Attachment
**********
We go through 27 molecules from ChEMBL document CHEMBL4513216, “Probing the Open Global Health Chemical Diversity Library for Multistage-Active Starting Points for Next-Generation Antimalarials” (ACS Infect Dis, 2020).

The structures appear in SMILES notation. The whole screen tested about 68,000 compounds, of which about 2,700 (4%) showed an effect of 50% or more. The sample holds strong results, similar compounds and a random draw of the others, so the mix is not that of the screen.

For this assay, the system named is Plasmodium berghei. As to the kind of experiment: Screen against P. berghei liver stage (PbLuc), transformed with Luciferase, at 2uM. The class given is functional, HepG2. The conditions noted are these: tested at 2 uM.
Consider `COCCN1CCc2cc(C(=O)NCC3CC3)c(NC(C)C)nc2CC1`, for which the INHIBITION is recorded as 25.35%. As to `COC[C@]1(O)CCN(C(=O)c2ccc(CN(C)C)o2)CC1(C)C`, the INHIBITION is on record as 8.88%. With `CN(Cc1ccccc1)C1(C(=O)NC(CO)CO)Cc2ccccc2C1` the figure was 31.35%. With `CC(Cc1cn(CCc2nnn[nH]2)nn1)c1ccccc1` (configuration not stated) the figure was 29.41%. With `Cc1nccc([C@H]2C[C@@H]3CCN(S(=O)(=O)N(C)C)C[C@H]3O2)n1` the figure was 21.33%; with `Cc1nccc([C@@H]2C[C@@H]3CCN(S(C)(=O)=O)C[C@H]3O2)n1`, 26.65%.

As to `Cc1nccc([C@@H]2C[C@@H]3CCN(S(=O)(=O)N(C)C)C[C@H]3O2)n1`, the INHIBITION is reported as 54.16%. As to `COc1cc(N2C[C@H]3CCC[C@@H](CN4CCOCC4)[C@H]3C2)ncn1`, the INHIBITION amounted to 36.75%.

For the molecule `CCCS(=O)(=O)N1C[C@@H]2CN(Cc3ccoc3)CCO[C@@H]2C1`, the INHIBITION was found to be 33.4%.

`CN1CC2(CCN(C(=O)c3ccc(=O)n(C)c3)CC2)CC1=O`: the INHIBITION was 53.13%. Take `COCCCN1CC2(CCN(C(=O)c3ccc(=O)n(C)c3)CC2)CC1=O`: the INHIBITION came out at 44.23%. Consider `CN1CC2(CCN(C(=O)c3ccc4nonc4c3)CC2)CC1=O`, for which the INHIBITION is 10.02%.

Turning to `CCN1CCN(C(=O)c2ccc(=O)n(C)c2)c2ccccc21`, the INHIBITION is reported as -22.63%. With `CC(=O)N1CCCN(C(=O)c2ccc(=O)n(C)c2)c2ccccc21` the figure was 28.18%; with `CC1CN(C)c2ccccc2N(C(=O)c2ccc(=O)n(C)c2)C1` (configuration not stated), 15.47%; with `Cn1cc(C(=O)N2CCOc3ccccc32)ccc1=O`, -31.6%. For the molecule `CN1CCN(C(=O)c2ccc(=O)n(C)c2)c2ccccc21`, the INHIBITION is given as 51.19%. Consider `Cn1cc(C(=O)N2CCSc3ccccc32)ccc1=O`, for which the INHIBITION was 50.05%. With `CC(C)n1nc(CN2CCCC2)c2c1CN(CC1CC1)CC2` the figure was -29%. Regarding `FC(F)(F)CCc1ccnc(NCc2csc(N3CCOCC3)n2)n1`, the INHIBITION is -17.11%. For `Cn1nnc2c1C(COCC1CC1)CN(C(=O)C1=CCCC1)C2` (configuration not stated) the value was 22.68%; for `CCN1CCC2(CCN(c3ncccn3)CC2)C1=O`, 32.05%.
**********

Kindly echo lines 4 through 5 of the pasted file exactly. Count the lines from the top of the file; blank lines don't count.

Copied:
Consider `COCCN1CCc2cc(C(=O)NCC3CC3)c(NC(C)C)nc2CC1`, for which the INHIBITION is recorded as 25.35%. As to `COC[C@]1(O)CCN(C(=O)c2ccc(CN(C)C)o2)CC1(C)C`, the INHIBITION is on record as 8.88%. With `CN(Cc1ccccc1)C1(C(=O)NC(CO)CO)Cc2ccccc2C1` the figure was 31.35%. With `CC(Cc1cn(CCc2nnn[nH]2)nn1)c1ccccc1` (configuration not stated) the figure was 29.41%. With `Cc1nccc([C@H]2C[C@@H]3CCN(S(=O)(=O)N(C)C)C[C@H]3O2)n1` the figure was 21.33%; with `Cc1nccc([C@@H]2C[C@@H]3CCN(S(C)(=O)=O)C[C@H]3O2)n1`, 26.65%.

As to `Cc1nccc([C@@H]2C[C@@H]3CCN(S(=O)(=O)N(C)C)C[C@H]3O2)n1`, the INHIBITION is reported as 54.16%. As to `COc1cc(N2C[C@H]3CCC[C@@H](CN4CCOCC4)[C@H]3C2)ncn1`, the INHIBITION amounted to 36.75%.